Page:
I do not word process, and neither should you
A common piece of software to find in an office is a word processor—it’s also often one of the most expensive pieces of software that is found in the office! This makes little or no sense, when there are a multitude of alternatives and any business that wants to do so can make requirements that documents be submitted in some reasonably sane format such as PDF.
First, let me start by saying that you should read this Ars Technica article on “The prospects of Microsoft Word in the wiki-based world” which is a great article on how unnecessary something like a word processor is in today’s world. The article is nearly a year old, but it’s still a good read.
Creating information from data does take some work and that work should go somewhere. A wiki seems a natural choice: everyone in a workgroup can collaborate using a wiki, and the data from the wiki is all in a single place so that it can be easily backed up. Of course, it takes some getting used to the notion that you are using a wiki and not a word processor, but that’s not all bad.
Most things that you work on in a word processor these days are done only to send to someone else in an email anyway. And word processors do not guarantee that formatting is kept intact unless you send in a strong, font-embeddable format such as PDF anyway, so they have little point. At least with a wiki, you have the ability to quickly write and save, and others can come along and update, and so forth. If you need to, you can even upload things that people send you (graphics, documents, whatever) into the wiki and use the wiki to keep track of those things.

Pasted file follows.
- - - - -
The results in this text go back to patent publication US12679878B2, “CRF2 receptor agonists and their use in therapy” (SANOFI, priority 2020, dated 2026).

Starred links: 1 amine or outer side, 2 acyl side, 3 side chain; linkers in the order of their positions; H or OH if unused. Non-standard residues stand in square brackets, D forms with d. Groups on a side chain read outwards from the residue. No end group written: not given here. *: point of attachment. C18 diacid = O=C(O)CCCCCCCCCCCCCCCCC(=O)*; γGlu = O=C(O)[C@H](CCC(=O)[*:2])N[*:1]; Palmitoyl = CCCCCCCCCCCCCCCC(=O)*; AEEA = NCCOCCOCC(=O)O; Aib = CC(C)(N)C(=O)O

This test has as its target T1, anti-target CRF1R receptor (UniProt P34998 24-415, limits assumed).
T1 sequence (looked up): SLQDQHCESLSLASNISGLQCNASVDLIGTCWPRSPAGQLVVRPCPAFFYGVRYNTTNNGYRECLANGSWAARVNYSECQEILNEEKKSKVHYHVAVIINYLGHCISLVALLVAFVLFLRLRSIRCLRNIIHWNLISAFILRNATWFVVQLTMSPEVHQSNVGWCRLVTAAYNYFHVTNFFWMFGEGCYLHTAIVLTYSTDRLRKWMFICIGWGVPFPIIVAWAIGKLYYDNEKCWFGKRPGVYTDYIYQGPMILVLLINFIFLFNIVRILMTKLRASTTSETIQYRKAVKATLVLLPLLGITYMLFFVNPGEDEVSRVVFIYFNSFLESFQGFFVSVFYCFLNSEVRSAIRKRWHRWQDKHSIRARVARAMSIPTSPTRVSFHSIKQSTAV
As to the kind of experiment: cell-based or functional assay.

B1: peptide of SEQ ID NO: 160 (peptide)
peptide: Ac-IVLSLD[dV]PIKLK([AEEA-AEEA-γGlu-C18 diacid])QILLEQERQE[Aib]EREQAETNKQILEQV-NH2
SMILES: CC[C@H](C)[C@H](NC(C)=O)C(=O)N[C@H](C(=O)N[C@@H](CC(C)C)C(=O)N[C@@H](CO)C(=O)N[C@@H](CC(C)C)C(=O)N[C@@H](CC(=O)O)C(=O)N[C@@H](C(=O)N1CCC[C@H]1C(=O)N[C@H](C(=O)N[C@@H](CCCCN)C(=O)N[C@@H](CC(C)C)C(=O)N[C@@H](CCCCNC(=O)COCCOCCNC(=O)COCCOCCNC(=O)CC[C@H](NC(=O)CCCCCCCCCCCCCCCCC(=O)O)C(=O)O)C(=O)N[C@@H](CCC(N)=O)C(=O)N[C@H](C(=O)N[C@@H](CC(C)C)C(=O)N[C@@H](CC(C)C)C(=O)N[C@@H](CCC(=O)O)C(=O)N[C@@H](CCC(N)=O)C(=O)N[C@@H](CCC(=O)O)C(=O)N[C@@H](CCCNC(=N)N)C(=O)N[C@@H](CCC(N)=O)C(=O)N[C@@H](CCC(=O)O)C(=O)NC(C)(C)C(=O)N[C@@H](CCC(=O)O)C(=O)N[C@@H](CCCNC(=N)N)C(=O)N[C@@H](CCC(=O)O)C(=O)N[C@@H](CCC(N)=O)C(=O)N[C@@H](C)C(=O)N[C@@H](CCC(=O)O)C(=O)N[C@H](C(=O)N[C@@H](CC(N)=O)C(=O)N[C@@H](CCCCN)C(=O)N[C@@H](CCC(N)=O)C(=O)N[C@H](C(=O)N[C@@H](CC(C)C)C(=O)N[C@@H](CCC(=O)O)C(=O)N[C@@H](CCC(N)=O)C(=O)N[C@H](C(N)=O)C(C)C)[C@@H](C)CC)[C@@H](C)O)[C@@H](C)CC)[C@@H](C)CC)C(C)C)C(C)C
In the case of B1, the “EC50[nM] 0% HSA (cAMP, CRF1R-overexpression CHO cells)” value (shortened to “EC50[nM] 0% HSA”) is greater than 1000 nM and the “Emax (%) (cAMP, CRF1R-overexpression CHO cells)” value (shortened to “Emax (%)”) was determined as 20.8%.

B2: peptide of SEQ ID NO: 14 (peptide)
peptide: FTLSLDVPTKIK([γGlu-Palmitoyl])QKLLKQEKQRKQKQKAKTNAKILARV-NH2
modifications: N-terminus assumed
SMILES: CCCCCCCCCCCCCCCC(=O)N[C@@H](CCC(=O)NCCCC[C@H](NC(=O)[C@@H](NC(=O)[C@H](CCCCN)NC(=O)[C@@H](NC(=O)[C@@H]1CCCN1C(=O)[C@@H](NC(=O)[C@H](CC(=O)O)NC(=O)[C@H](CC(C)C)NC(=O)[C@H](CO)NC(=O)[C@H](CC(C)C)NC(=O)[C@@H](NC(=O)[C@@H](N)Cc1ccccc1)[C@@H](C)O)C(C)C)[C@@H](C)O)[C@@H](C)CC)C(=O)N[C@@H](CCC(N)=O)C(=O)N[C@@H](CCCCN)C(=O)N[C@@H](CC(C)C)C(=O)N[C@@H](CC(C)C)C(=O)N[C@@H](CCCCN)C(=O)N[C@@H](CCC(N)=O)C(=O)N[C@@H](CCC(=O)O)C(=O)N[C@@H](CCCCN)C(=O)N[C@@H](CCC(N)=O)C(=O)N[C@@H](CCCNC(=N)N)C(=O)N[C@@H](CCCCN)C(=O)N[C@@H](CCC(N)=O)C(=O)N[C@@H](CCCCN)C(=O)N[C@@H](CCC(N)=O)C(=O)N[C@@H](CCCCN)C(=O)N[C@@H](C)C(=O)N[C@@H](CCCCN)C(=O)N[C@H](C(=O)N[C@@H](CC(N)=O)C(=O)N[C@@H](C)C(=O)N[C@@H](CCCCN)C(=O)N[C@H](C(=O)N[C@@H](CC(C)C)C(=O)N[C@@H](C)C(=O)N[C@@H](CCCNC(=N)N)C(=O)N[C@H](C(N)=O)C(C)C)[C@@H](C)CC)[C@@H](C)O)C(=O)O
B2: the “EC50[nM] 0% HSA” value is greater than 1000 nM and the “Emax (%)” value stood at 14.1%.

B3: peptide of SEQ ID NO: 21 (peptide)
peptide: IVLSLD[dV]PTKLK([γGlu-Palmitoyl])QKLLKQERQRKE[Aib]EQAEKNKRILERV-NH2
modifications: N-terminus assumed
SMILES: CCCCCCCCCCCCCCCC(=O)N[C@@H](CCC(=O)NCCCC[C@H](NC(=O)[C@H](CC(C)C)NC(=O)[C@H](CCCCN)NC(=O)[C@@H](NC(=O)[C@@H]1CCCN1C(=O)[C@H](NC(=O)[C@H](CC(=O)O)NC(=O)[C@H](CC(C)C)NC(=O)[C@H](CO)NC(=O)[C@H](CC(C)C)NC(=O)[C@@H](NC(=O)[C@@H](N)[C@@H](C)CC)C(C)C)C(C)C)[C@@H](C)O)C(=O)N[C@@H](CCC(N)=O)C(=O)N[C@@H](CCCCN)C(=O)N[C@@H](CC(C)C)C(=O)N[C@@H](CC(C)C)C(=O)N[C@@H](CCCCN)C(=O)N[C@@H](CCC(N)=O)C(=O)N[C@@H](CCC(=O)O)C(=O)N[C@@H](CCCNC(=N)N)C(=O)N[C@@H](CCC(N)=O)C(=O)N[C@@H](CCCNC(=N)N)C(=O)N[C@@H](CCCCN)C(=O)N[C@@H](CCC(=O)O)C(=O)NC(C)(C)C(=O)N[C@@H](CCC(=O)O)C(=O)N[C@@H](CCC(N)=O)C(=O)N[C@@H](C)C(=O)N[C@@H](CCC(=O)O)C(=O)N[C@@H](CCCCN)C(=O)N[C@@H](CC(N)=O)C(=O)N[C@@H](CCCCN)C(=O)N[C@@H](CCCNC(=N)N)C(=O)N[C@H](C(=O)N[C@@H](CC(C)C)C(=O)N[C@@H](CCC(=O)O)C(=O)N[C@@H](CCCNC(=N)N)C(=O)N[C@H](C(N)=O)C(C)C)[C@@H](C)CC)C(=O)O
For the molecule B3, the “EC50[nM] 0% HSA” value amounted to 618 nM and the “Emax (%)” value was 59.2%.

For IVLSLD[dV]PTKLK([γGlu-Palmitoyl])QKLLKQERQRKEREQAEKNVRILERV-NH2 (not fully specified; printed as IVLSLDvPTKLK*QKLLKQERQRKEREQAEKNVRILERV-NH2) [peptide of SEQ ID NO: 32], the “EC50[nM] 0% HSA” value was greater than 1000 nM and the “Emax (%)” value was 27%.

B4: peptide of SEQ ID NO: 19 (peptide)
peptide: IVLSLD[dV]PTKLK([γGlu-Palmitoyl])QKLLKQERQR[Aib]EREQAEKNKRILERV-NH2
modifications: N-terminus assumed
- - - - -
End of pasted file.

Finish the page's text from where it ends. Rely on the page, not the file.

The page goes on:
In fact, I sometimes wonder why we don’t actually use things like wikis for information storage and retrieval more frequently. After all, once upon a time, a folder that held paper was an acceptable form of record keeping. The analog to that is a folder with text documents located in a filing cabinet, or a wiki (the cabinet) with articles and hierarchies (folders and files). Then you can have files that are as long as you need them to be without actually having to worry about how much physical space they take up. With the recent apparent movements from structured databases to unstructured information storage systems, that seems to make sense to me. At least then you’re still using a solid database that performs well, but instead of using a highly inflexible database schema that is application-specific, you can use the wiki instead.
Well, anyway, just a few of my thoughts—2¢ worth of them anyway. Back to my regularly scheduled day, which today involves reading source code from the Mozilla project.